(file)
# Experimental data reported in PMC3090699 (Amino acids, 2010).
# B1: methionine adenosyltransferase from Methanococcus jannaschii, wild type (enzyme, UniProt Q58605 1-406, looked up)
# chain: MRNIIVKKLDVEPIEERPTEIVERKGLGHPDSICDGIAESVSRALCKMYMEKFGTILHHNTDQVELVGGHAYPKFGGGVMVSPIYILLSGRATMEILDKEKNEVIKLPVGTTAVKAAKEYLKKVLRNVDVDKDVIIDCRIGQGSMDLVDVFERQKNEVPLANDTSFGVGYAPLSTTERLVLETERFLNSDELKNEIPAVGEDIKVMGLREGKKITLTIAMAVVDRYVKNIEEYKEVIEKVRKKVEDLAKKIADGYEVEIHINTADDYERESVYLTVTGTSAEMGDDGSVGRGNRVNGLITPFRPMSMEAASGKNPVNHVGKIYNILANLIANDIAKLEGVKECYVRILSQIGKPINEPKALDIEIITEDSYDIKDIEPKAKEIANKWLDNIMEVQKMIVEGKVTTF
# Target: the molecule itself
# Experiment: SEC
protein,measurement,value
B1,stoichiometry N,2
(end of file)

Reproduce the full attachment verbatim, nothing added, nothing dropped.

# Experimental data reported in PMC3090699 (Amino acids, 2010).
# B1: methionine adenosyltransferase from Methanococcus jannaschii, wild type (enzyme, UniProt Q58605 1-406, looked up)
# chain: MRNIIVKKLDVEPIEERPTEIVERKGLGHPDSICDGIAESVSRALCKMYMEKFGTILHHNTDQVELVGGHAYPKFGGGVMVSPIYILLSGRATMEILDKEKNEVIKLPVGTTAVKAAKEYLKKVLRNVDVDKDVIIDCRIGQGSMDLVDVFERQKNEVPLANDTSFGVGYAPLSTTERLVLETERFLNSDELKNEIPAVGEDIKVMGLREGKKITLTIAMAVVDRYVKNIEEYKEVIEKVRKKVEDLAKKIADGYEVEIHINTADDYERESVYLTVTGTSAEMGDDGSVGRGNRVNGLITPFRPMSMEAASGKNPVNHVGKIYNILANLIANDIAKLEGVKECYVRILSQIGKPINEPKALDIEIITEDSYDIKDIEPKAKEIANKWLDNIMEVQKMIVEGKVTTF
# Target: the molecule itself
# Experiment: SEC
protein,measurement,value
B1,stoichiometry N,2